The study only took place over 16 weeks, so long-term effects could not be measured. Lastly, researchers could not separate specific effects of the low-fat, plant-based diet from the weight loss it caused.

Benefits of Eating Plant-Based

There are a multitude of benefits to eating a plant-based diet, such as increased metabolism, weight loss help, and reduced risk of heart disease and heart disease reversal.

“I have also seen hundreds of clients in my nutrition practice experience extraordinary (and sometimes unexpected) side effects of switching to a plant-based diet, including overcoming life-long asthma, eczema, reductions of acne, aches, and pains,” says Julieanna Hever, MS, RD, CPT, a plant-based dietitian and author based out of Los Angeles.

May Increase Metabolism

The hypothalamus, a small area in the middle of our brain, regulates metabolism. It helps control appetite so we eat the optimal amount of food, Greger says.

By increasing our metabolism, we increase the rate at which we convert food into energy. Slow metabolism reduces this rate, thus making it harder to lose weight.

Everyone has their own metabolic rate—those with high metabolism require more energy to fuel their body and maintain their weight, while the opposite applies to those with low metabolism, Palmer says.

“In this study, the control group didn’t change their diet,” Palmer explains. “If they were eating a typical Western diet, that would mean a highly refined diet with foods that are rapidly digested and absorbed in the body.

If the plant-based diet were based on unrefined foods, previous research has found that unprocessed whole plant foods have a much greater thermic effect—meaning they take energy to be utilized in the body. Studies have even shown a difference between things like whole nuts vs. ground nuts—eating them whole provides net fewer calories because of digestion."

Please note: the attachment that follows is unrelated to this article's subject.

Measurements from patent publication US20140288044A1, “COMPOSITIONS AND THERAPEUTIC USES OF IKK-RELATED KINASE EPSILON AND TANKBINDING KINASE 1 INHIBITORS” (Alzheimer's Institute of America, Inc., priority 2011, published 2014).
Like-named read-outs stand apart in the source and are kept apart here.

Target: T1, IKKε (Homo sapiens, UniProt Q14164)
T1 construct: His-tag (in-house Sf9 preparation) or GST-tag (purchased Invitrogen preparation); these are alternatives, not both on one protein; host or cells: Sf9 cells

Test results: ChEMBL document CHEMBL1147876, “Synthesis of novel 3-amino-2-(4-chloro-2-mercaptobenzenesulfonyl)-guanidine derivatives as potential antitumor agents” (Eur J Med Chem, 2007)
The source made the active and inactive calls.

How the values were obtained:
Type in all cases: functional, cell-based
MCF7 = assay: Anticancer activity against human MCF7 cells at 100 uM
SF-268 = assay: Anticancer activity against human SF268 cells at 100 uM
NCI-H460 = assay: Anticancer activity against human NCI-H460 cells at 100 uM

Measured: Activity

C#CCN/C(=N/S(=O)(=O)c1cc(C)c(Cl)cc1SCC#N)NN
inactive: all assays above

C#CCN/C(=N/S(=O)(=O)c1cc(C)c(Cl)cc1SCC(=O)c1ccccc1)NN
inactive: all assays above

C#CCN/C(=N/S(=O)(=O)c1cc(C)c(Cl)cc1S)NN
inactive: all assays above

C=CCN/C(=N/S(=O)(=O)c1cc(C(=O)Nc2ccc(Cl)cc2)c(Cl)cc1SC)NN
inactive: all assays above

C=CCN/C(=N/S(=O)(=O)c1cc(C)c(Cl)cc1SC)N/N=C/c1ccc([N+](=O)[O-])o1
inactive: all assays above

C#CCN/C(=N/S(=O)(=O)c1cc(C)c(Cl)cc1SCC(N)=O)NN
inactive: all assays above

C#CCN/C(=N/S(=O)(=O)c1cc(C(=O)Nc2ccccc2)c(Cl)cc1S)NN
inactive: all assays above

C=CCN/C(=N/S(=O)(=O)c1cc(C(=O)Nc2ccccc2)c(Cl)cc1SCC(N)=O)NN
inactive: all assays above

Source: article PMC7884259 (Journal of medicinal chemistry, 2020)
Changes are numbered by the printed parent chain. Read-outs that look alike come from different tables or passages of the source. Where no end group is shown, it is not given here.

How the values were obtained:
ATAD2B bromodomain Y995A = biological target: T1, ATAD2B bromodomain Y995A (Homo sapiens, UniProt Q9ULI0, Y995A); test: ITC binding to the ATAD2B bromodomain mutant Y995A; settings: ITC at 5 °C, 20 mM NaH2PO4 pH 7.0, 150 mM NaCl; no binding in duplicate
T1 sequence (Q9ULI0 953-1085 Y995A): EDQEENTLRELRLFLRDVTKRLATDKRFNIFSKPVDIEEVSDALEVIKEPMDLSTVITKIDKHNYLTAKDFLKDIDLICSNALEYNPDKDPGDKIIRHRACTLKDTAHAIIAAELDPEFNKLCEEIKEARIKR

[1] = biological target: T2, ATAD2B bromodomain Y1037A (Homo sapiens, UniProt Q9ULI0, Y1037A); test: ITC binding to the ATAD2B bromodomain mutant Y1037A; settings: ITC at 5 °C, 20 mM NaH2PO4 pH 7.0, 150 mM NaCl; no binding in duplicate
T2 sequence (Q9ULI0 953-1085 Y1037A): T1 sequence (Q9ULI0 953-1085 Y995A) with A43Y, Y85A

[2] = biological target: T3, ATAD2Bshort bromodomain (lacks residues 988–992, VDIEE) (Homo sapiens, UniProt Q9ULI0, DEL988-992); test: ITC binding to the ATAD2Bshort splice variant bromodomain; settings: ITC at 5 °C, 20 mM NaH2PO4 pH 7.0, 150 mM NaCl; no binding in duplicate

May Aid With Weight Loss

The study found that eating plant-based led participants to lose 13 pounds on average. The reasons for this may be that a plant-based diet is typically high in fiber, which helps you feel fuller longer.

“It is also naturally lower in fat. It has lower calorie density—which means that you can get full on a lower amount of calories, yet those calories have a big bang for their buck. In a small amount of calories, you are getting a lot of nutrients," Palmer says.

One such way eating plants can help with weight loss is through “preloading” with negative calories. Greger describes a set of experiments at Penn State where study subjects were served pasta and told to eat as much as they’d like, which was approximately 900 calories' worth.

The next time, researchers gave them a 100 calorie salad composed mainly of lettuce, cucumbers, tomatoes, carrots, and celery to eat before digging into the pasta meal. They wanted to find out if subjects would then eat the same amount of pasta or less.

“In fact,” Greger says, “the subjects ate more than 200 fewer calories of pasta after the salad course. They took in 100 calories from the salad and left off 200 calories of pasta. In essence, the salad had negative 100 calories. The Penn State study showed that preloading with vegetables can effectively subtract 100 calories out a meal, illustrating how weight can be lost by eating more food.”

The same results applied with most fruits and vegetables, but not dinner rolls or salads laden with fatty dressings and cheese.

May Reverse Heart Disease

A plant-based diet may also have cardiovascular benefits, according to Hever. A plant-based diet is the only eating pattern that has been associated with reversing advanced-stage cardiovascular disease and type 2 diabetes.

Heart disease is the number one killer in the United States, with one in every four deaths attributed to it per year. Coronary artery disease is the most common type, causing decreased blood flow to the heart.

Michael Greger, MD